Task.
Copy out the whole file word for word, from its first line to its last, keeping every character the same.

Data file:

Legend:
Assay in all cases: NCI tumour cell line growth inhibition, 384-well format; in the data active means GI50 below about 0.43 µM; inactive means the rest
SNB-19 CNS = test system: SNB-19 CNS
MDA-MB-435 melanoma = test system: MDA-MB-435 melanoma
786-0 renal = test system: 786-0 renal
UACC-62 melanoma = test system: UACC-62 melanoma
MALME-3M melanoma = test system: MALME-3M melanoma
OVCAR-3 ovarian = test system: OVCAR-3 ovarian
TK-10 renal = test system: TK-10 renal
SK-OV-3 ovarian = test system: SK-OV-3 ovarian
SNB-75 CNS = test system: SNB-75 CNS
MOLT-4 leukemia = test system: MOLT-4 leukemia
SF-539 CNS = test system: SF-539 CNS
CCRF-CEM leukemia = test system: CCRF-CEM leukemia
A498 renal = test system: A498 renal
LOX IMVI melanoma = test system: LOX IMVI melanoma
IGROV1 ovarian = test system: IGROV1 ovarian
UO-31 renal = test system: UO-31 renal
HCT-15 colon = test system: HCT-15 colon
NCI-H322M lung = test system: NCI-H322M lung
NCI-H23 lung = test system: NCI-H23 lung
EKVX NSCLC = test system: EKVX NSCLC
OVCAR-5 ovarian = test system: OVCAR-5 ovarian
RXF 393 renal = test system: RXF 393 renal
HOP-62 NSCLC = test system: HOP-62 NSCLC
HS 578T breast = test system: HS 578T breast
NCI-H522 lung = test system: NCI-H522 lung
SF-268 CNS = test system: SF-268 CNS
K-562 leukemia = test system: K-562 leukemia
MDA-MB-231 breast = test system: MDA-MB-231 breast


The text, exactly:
Legend:
Assay in all cases: NCI tumour cell line growth inhibition, 384-well format; in the data active means GI50 below about 0.43 µM; inactive means the rest
SNB-19 CNS = test system: SNB-19 CNS
MDA-MB-435 melanoma = test system: MDA-MB-435 melanoma
786-0 renal = test system: 786-0 renal
UACC-62 melanoma = test system: UACC-62 melanoma
MALME-3M melanoma = test system: MALME-3M melanoma
OVCAR-3 ovarian = test system: OVCAR-3 ovarian
TK-10 renal = test system: TK-10 renal
SK-OV-3 ovarian = test system: SK-OV-3 ovarian
SNB-75 CNS = test system: SNB-75 CNS
MOLT-4 leukemia = test system: MOLT-4 leukemia
SF-539 CNS = test system: SF-539 CNS
CCRF-CEM leukemia = test system: CCRF-CEM leukemia
A498 renal = test system: A498 renal
LOX IMVI melanoma = test system: LOX IMVI melanoma
IGROV1 ovarian = test system: IGROV1 ovarian
UO-31 renal = test system: UO-31 renal
HCT-15 colon = test system: HCT-15 colon
NCI-H322M lung = test system: NCI-H322M lung
NCI-H23 lung = test system: NCI-H23 lung
EKVX NSCLC = test system: EKVX NSCLC
OVCAR-5 ovarian = test system: OVCAR-5 ovarian
RXF 393 renal = test system: RXF 393 renal
HOP-62 NSCLC = test system: HOP-62 NSCLC
HS 578T breast = test system: HS 578T breast
NCI-H522 lung = test system: NCI-H522 lung
SF-268 CNS = test system: SF-268 CNS
K-562 leukemia = test system: K-562 leukemia
MDA-MB-231 breast = test system: MDA-MB-231 breast